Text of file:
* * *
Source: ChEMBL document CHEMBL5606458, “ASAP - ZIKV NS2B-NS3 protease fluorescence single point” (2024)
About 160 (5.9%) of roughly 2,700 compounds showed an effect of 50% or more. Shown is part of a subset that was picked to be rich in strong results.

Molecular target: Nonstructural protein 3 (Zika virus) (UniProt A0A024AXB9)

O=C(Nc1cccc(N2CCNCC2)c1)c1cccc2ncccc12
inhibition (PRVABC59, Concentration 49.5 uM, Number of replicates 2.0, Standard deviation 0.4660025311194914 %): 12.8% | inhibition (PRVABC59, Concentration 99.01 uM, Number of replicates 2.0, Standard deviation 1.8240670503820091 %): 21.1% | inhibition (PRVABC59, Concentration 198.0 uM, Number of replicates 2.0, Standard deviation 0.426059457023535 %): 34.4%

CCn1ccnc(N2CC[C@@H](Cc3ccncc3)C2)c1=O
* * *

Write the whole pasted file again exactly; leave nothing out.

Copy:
Source: ChEMBL document CHEMBL5606458, “ASAP - ZIKV NS2B-NS3 protease fluorescence single point” (2024)
About 160 (5.9%) of roughly 2,700 compounds showed an effect of 50% or more. Shown is part of a subset that was picked to be rich in strong results.

Molecular target: Nonstructural protein 3 (Zika virus) (UniProt A0A024AXB9)

O=C(Nc1cccc(N2CCNCC2)c1)c1cccc2ncccc12
inhibition (PRVABC59, Concentration 49.5 uM, Number of replicates 2.0, Standard deviation 0.4660025311194914 %): 12.8% | inhibition (PRVABC59, Concentration 99.01 uM, Number of replicates 2.0, Standard deviation 1.8240670503820091 %): 21.1% | inhibition (PRVABC59, Concentration 198.0 uM, Number of replicates 2.0, Standard deviation 0.426059457023535 %): 34.4%

CCn1ccnc(N2CC[C@@H](Cc3ccncc3)C2)c1=O